At the refugee settlement, one night I went to sleep with a heavy heart. I had just witnessed a group of new arrival of refugees. They were given a tarpaulin, five poles of trees and few meters of robes to make a shelter, plus a few household items. As they were given a small plot of land to pitch their tent, I had gone to give them some clothes, it began to rain. I ran away to my little hut taking shelter. But I was sure those group of unfortunate 30 people among them were women and children spent their night in the rain. Can we picture Mary and Joseph looking for shelter to protect their new born child—Jesus?
Besides the issue of refugees and migrants of recent months and years, there are so many other suffering sections of humanity everywhere in the world. There are people who were abducted, trafficked, enslaved in war and conflict and so many others pushed to the peripheries of the society for the reasons of economy, politics and organized crimes. They all remind us of sufferings and hardships Jesus went through from his birth and throughout his life.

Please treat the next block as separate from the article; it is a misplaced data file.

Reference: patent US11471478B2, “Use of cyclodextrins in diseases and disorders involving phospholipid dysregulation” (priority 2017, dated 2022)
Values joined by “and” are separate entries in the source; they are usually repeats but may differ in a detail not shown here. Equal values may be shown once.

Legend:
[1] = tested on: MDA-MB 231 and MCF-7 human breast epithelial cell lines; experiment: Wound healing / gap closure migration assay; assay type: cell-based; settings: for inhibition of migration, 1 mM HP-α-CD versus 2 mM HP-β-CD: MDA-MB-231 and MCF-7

Luke summarizes the upbringing of Jesus in one beautiful sentence: Mary treasured all these things in her heart and pondered over them. It was prayerful remembrance of all that happened during Christmas. It was not a bitter feeling. It was a joyful musing. It was a faith-filled recollection of being available to God’s call. Mary relived Christmas scene often in her life. They were often reminded to her by various events until the cross. Christmas becomes meaningful when we look at it with faith and trust in God and his ways.
May the Advent season and the celebration of Christmas open our eyes and hearts to the suffering people of today’s society, who are often within our own reach. Let Christmas help us to be more compassionate.
Fr. Lazar Arasu SDB
Chaplain for Refugees, Archdiocese of Gulu.